Israel has a thriving wine industry that has its roots in Biblical times but scientists now believe that 11,000 years ago, the Holy Land was the source of all domesticated grapes in the world.
The story began after the last ice age. The earliest archaeological evidence for viticulture dates back to 8,000 years ago in the Caucasus but the source of the vines was unknown. Scientists now believe that the hot climate during the Pleistocene period in the region of Israel led to the domestication and cultivation of wild grapevines. These vines eventually made their way to many areas of Europe where they were bred with wild western varietals.
That is the conclusion of a study published in the journal Science earlier this month. Scientists from 17 countries, led by researchers from Ariel University in Israel, sequenced the genomes of 3525 grapevine accessions (2503 domesticated and 1022 wild) from across the Eurasian landmass in order to identify the genetic changes that occurred during the domestication and evolution of grapevines. They used samples from both the domesticated V. vinifera, from which most modern grapes were cultivated, and its wild ancestor V. sylvestris. By comparing their genetic differences and similarities, they could trace back the grapevines’ evolutionary tree and history of domestication. Their conclusion: all modern varieties likely descended from an ancient V. sylvestris ancestor living in much of Eurasia and North Africa throughout the past 400,000 years.
The vine was domesticated simultaneously in Israel and the Caucasus region but the vines from the Caucus had limited spread and very little further influence as compared to the Israeli vines which came to dominate much of early viticulture. As humans carried the vines to different regions, they cross-bred the domesticated V. vinifera grapes with their wild V. sylvestris relatives, making them more suitable for producing wine.
The study results were released at the annual meeting of the American Association for the Advancement of Science on March 2. The investigation revealed that the Israel wild grapevine population (Syl-E1) was the source of the domestication of grapes.
Elyashiv Drori, head of the Samson Family Grape and Wine Research Center at Ariel University and Eastern Regional R&D Center, said that the research had established the Israeli vines as the original domesticated variety. The study determined that around 8,000 years ago, the grapes that had been domesticated in Israel were cross-bred with grapes from Turkey and then were taken throughout Europe along existing trade routes.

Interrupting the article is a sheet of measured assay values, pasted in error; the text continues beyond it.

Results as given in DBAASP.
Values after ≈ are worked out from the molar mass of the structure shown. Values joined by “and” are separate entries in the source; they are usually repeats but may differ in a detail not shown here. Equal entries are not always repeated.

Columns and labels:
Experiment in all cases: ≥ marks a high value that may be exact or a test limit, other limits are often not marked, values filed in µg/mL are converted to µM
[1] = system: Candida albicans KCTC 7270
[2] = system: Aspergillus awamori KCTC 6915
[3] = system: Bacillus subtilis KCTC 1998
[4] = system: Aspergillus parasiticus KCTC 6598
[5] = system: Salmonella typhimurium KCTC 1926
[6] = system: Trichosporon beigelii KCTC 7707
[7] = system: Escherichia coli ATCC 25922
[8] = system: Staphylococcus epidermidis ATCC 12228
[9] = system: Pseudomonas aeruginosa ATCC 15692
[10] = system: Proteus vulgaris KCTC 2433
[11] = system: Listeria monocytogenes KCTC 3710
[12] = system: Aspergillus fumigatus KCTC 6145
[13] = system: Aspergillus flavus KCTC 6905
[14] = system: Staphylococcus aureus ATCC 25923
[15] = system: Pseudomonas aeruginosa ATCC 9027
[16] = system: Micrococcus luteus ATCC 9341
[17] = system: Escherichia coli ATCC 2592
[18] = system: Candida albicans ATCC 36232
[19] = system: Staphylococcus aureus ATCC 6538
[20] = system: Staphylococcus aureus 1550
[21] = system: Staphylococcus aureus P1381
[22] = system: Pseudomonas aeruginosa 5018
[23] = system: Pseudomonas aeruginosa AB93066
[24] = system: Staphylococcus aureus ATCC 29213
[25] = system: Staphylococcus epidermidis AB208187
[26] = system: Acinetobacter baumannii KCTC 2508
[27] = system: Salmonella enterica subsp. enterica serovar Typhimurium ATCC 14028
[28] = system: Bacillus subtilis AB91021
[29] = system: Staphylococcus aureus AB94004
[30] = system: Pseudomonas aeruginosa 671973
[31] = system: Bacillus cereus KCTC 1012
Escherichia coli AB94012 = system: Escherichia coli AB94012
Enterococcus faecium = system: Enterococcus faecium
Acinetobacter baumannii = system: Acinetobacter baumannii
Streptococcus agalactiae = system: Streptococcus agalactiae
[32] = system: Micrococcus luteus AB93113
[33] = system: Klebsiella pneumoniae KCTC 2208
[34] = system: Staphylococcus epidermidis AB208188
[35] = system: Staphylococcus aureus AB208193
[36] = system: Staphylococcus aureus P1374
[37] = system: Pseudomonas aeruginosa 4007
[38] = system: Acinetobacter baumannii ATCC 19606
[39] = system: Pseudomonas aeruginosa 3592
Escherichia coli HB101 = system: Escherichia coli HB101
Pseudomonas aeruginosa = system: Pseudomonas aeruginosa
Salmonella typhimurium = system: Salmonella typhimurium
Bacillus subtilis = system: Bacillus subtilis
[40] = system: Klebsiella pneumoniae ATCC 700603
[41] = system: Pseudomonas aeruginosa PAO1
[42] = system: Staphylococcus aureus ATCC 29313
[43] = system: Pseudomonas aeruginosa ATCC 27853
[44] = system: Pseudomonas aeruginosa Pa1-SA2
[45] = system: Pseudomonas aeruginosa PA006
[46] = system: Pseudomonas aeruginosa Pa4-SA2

“The Israeli wild grapevines were found to be the source of domestication for all the cultivated group of table grapes, which includes the Israeli domesticated grapevines,” he said. “This initial group of grapevine varieties then were dispersed to eastern and western Europe, to form most of the known wine grapes.”
Prof Ehud Weiss, head of the archaeobotanical lab at Bar-Ilan University,
“The accepted view was that annual crops like wheat, barley and legumes were domesticated some 10,000 years ago, while perennials were domesticated thousands of years later,” Weiss said. “Current research changes this view and demonstrates these transitions occurred simultaneously, and moreover, with the same species, some 1,600 kilometers apart – a phenomenon we have never seen.”
Grapes were initially grown in Israel for consumption but quickly became adapted for wine making which became a major industry in ancient Israel. Ancient wine presses can still be found around the country. Wine is mentioned in the Bible and played an essential role in the Temple service.
After the Muslim conquest in the seventh century, wine was prohibited and most of the vineyards were uprooted across Israel. During this time, only wines made in Monasteries and Jewish communities for sacramental purposes were allowed. Shortly after this, wine-making was resurrected, only to be toppled again by the Ottoman empire in the 16th century.
Today, there are over 250 boutique and 70 commercial wineries harvesting 13,585 acres of vineyards. 60,000 tons of grapes are harvested each year, producing 65 million bottles of wine every year.